The Bicycle Girl
by Stanislav Borokowski
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I would much like to tell you about the girl I met the other day not far from the Ferris wheel. She apologized for having locked her bicycle in such a way as to make it difficult for me to extract mine, especially with the fresh produce I had in one hand, though the real problem – one could argue – was the gigantic metal baskets attached to the back of my bike, which hardly serve any purpose, as they always open up from the bottom of themselves , rendering them rather unsuited for transporting produce. In any case after her apology the only thing that occurred to me to say was a compliment for her bicycle, something like: “Oh, don’t you have a nice bike.” She thanked me in the name of her Schwinn and we rode off in our different directions – she towards the Great Cathedral and I right past that famous Ferris wheel .
What I really wanted to say was that this bicycle girl – or is she already a bicycle woman? (At what point does a girl get upgraded to woman? The kind of issue that we here in the post-post-Soviet era are left to deal with.) – to love this girl (we’ll let her be a girl for a little while longer) would be like placing a smooth, round stone from a dried up riverbed onto your tongue for no good reason –
Something extraordinary and inexplicable took place this evening at a picnic table in the darkening park, in light of which everything now seems cleaner and more obedient. The trees closed a circle around me , the clouds sank deeper as if they had something to say and for a second I stepped out of my bewildered agitation long enough to listen. The bicycle girl blew off to a far corner of my mind , one I myself don’t visit very often and where she might dwell in peace as she fades away. I can live with her there, can live with a lot things that a few hours ago seemed so hard to swallow. Like the relentless progression of days, most of them without particularity or special promise (or am I just incapable of giving them with that, of tying them down in my memory to anything singular or essential?). I answered the clouds, saying – “ Let the days grow like children and leave us. ” And rubbed my bare hands together, remembering that in that very spot last week the last carnival tents were folded up and driven off, and that while we were waiting for summer to be over, it already was.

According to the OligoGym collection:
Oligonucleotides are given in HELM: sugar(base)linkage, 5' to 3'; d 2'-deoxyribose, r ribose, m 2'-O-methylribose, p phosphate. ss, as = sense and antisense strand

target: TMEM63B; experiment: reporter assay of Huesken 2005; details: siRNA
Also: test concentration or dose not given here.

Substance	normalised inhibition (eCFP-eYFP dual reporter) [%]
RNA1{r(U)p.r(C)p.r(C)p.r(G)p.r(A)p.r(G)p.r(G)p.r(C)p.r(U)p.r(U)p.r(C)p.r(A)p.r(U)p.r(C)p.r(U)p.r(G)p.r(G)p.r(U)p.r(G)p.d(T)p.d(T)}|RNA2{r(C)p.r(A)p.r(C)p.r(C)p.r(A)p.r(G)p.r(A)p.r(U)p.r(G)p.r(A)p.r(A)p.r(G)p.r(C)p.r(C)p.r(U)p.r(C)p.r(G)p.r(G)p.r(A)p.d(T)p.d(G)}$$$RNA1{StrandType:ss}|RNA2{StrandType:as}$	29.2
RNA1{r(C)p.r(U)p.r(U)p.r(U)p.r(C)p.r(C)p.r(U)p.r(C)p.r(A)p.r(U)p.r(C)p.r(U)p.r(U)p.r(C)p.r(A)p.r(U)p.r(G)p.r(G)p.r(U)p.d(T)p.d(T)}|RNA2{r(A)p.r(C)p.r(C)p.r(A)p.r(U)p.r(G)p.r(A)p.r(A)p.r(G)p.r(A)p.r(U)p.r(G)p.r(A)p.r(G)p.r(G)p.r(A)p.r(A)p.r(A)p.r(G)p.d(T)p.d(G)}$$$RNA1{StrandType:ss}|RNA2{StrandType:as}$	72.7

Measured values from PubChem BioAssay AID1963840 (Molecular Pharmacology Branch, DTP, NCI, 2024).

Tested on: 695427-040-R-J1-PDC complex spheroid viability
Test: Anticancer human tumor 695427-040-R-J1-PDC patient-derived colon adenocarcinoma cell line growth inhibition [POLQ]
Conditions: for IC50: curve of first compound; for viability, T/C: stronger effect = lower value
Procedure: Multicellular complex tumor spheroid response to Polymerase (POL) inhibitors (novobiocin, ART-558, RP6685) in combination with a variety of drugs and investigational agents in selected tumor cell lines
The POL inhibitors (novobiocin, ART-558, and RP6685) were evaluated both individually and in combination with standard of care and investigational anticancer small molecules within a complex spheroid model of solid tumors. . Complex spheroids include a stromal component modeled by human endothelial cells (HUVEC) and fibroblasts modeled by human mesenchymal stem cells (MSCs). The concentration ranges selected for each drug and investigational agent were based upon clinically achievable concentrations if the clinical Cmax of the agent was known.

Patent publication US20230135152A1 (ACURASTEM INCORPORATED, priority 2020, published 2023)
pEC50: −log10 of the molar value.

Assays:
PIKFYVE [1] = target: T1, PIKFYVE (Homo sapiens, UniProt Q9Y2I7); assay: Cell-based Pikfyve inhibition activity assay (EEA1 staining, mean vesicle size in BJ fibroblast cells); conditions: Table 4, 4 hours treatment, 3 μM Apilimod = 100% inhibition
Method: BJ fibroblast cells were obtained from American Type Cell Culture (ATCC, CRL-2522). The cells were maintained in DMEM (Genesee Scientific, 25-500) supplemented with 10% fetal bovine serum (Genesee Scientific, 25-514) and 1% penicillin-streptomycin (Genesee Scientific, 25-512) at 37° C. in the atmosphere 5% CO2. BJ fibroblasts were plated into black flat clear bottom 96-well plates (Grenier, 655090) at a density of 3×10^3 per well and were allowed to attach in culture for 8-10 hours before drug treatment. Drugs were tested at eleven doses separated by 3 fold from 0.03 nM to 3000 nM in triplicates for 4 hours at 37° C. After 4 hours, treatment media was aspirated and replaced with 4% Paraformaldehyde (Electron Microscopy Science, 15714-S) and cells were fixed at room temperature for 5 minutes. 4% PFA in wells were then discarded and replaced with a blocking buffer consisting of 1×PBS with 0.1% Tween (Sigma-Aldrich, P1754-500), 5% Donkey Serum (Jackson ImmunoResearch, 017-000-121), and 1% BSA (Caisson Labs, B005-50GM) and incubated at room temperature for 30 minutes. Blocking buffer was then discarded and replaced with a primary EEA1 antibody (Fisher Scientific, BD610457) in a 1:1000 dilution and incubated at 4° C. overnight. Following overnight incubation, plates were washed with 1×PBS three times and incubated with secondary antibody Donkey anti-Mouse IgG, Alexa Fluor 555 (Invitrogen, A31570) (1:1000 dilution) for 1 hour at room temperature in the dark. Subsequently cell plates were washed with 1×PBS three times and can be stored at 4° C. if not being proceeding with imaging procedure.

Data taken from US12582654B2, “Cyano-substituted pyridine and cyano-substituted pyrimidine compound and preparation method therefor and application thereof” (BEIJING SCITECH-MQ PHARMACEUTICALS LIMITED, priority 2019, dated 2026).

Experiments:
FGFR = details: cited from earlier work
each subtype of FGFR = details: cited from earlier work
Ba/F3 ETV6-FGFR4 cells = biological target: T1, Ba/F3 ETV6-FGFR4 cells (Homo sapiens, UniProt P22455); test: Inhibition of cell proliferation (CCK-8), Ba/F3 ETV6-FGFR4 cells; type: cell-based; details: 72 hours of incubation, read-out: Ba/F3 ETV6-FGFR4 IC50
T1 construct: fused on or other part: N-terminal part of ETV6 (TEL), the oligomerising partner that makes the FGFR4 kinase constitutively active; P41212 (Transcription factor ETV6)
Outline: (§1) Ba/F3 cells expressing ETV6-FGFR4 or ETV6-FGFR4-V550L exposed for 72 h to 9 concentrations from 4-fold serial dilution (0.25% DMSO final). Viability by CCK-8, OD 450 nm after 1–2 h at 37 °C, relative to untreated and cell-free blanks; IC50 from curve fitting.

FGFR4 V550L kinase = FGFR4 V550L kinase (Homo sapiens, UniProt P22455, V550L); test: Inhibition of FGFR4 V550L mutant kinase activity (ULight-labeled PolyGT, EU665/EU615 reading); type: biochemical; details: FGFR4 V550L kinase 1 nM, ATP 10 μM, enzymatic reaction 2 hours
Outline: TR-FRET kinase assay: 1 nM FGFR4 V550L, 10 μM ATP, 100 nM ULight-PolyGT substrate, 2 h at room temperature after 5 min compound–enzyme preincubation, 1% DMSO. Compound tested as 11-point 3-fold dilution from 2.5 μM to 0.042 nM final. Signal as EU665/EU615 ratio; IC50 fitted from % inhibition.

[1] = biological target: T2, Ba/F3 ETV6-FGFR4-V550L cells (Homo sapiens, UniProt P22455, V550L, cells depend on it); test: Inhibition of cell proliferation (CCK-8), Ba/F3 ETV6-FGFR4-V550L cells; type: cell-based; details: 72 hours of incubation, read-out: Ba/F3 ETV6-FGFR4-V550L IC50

The bicycle girl appeared last night to me in a dream . We ran into each other at a bar in the 7th district where a documentary on East German punk bands was being screened before a single man stretched out on a lawn chair . As I began to make an off-handed gesture of farewell (though neither of us seemed to be going anywhere) she leaned over and gently placed her soft cheek against mine , smiling-frowning at me with an expression that I could make no sense of. What might she have been trying to say? What was she trying to say?
Get Into the Action
Now that you know some of the literary elements you’ll be looking for as you read, let’s take a closer look at the While Reading section of the graphic organizer. Here’s how one reader of Edith Wharton’s “A Journey” filled out this section.
Fill out the second section of the graphic organizer as you read the story.
Be sure to keep asking questions as you read. Jot down examples of figurative language and other literary elements in the story, and try to interpret what they suggest about the characters and their situations. Try to relate to the characters. Ask yourself what you would do and how you would feel in their situation.